The Republican national convention is supposed to begin but will likely be delayed due to hurricane Isaac.

- Tuesday, August 28 -
Case-Shiller 20-city home price index
Consumer Confidence (for August)

- Wednesday, August 29 -
Q2 U.S. GDP estimate
Pending Home Sales
Federal Reserve Beige Book

- Thursday, August 30 -
Weekly Initial Jobless Claims
Personal Income & Spending

- Friday, August 31 -
Chicago PMI for August
Fed Chairman Ben Bernanke speech in Jackson Hole
University of Michigan consumer sentiment (final for August)
Factory orders for July

Additional Events to be aware of:

Sep. 1st - ECB President Draghi speech
Sep. 3rd - Democrat convention begins
Sep. 6th - ECB meeting
Sep. 7th - U.S. nonfarm payrolls (jobs) report
Sep. 12th - German courts vote on constitutionality of ESM
Sep. 12-13th - (two-day) FOMC meeting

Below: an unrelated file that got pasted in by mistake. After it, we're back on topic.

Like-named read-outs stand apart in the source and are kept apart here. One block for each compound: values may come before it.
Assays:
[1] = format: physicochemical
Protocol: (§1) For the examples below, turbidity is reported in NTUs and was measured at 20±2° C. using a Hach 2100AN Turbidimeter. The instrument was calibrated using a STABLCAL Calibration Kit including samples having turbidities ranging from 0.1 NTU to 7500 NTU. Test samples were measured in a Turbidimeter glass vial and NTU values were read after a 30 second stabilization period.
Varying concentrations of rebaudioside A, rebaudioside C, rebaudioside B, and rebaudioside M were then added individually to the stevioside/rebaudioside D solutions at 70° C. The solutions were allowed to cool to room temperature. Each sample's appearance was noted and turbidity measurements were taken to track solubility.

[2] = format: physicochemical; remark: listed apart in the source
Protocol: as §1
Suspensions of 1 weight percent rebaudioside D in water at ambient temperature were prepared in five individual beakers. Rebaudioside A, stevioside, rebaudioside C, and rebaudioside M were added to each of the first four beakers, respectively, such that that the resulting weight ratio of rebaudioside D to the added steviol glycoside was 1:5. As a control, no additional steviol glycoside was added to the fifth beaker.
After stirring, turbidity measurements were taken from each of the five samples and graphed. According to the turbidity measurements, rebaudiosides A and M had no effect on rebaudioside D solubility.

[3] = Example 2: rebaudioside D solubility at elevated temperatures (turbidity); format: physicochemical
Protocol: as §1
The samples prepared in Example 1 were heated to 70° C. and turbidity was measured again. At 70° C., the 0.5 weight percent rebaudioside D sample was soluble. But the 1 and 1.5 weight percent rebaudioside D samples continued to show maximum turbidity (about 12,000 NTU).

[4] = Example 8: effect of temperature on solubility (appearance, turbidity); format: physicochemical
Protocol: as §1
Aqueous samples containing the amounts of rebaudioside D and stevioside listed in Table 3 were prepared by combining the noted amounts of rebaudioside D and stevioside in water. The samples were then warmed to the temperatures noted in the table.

Also in September, the IMF will release their review of Greece. Plus, the U.S. will likely hits its debt ceiling again.

The Week Ahead:

Overall stocks are holding up pretty well considering all the challenges facing the U.S. and global economy. Oil prices have been on the rise and that's lifting gasoline prices, which in turn reduces the amount of discretionary spending consumers can make. The labor market in the U.S. remains weak. Europe is still dealing with its out of control debt issues and weak Eurozone members. Greece may still get kicked out of the Eurozone. Much of Europe is facing a recession while a few countries are in a depression. The slowdown in both Europe and the U.S. is having a big impact on China.

China's economy has fallen to its slowest pace in years. The lack of demand from the rest of the world has a created a new problem for China - lack of storage space. Unsold inventory is backing up and China's manufacturers are running out of space to store their goods. The Baltic dry goods index measures demand for shipping and the Baltic index is nearing multi-decade lows because there isn't any demand.